For a half-century, a small radical fringe has undermined our trust in institutions. A new AP-NORC poll shows 28 percent of Americans feel they have just one person they trust to help them navigate work challenges or connect with an employer.
Meanwhile, leftist politics feed an angry mob of American so-called "peaceful protesters" or the reactive "insurrectionists." As a result, our American experiment is in great peril.
Suddenly, the American landscape looks and feels like the world we freely allowed inside our open borders. A world filled with lawlessness, lack of self-restraint, and unparalleled agitprop.
Like a Bunsen burner, a republic can run hot, and the wrong ingredients will blow. The American Experiment is such, and while we assume it can take on all of the world's human condition in one mix, we might need to lower the temperature.
In the last 20 years alone, Americans have endured an Islamic terrorist attack, massive immigration, and stock market crashes that wiped out or realigned long-term traditional family savings.
Shake in the most tumultuous presidential elections in history, and state-sponsored, mass media promoting censorship. Stir in some street tribalism, a brainwashed academy, and primal fear caused by the pandemic.
As a result, the mob is ready to pounce on a false neo-Marxist narrative that attributed all the country's ills to capitalism and Whiteness, which has led to "false prosperity." Sound a little like envy?
How did we get to this Apocalypse Now moment?
The American Experiment has survived with deeply religious values and an enlightened rule of law, built upon the two pillars of Western Judeo-Christian morality and the classical ideals of ancient Greece, transformed through John Locke, followed by Jefferson and the Founders.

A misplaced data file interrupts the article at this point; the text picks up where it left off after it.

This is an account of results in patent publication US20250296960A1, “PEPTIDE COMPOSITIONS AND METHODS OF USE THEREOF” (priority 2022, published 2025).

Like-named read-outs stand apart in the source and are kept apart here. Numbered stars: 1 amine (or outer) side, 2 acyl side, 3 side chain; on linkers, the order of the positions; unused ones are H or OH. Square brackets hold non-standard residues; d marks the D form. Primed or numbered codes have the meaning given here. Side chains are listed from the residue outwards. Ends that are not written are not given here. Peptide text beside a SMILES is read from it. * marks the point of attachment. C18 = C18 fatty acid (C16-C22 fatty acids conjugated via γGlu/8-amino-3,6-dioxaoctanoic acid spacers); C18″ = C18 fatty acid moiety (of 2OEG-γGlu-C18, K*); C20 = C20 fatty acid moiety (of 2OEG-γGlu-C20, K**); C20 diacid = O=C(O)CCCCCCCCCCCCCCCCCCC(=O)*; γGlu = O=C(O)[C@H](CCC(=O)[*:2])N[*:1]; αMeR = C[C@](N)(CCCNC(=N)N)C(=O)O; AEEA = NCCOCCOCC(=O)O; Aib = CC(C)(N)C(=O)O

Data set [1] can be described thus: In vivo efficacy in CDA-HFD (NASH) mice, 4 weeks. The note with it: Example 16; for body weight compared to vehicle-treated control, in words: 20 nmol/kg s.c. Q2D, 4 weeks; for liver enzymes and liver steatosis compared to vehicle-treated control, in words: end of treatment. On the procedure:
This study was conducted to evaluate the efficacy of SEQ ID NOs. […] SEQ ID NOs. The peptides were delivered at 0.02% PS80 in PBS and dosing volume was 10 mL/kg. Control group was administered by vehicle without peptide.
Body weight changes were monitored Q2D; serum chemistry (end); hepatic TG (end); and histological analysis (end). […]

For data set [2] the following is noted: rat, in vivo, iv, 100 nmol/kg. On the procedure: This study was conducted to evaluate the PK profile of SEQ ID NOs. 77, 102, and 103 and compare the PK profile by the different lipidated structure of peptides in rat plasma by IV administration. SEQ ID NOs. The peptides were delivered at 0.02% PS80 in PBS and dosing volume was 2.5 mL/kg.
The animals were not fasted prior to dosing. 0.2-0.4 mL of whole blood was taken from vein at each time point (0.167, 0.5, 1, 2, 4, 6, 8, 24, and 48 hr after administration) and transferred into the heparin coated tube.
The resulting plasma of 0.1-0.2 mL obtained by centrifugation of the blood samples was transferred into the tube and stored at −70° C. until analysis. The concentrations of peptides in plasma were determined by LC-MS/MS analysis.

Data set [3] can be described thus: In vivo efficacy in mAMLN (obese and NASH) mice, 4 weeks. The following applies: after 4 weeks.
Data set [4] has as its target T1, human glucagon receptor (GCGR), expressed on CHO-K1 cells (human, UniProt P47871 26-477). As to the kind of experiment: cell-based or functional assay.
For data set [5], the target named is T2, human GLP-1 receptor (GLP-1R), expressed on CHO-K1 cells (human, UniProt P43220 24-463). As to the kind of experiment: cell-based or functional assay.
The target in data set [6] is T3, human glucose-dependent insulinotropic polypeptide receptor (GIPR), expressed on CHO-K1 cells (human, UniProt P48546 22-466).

Mobs, in contrast, operate like a virus that feeds off fear and panic, and we Americans need to put down the chaos and remain steadfast in our resolve to what has made the system work, "these truths we still hold."
Caste systems and race are not unique to the United States.
Slavery, foolishly branded "America's original sin," has been in practice since the beginning of time, without distinction of color. Remember Persia, China, Rome, or the myriad of caste systems employed in the world?
What's so unique about Christian America and its British predecessors was the very fact they considered slavery immoral. Since the ancient Greeks, Westerners had experienced enough freedom to critique their own imperfections.
Aristotle found human distinctions and ideals not in a mob hungry for Utopian vision but from common behaviors. Therefore, he concluded that a state would best serve its people by allowing individual souls to choose their destiny.
John Locke would reflect the same in his teachings, "the pursuit of life, liberty, and the pursuit of property," where the government served man, not the other way around.
What made the difference for the West was the idea of God becoming human (an individual) in Christ. The King (or State) identifies with the commoner so that all of us could find in our essential suffering value.
Jesus also made the distinction between the State and the spirit, "Render to Caesar the things that are Caesar's; and to God, the things that are God's," and so did the American Founders in their independence.
Marx, a dark figure, saw negative humankind in perpetual war. His near-contemporary John Locke knew that the only alternative we have are our rights as the moral path for a free society.
Christianity built on Rome, and Marcus Aurelius's Stoic philosophy would later state, "death smiles at us all; all we can do is smile back." The great General understood utopia would never arrive by power but by individual responsibility.
A fire requires oxygen to burn, and we know in 2020 who started the flames. As we extinguish the fire of radicalism and rebuild our country, we must stop to remember the American formula for the experiment to work again:
- Secure the borders.
- Retreat from foreign entanglements.
- Restore the American legacy in schools.
- Maintain a dominant military
- Diffuse the power of the State
In doing so, we begin the new American Restoration.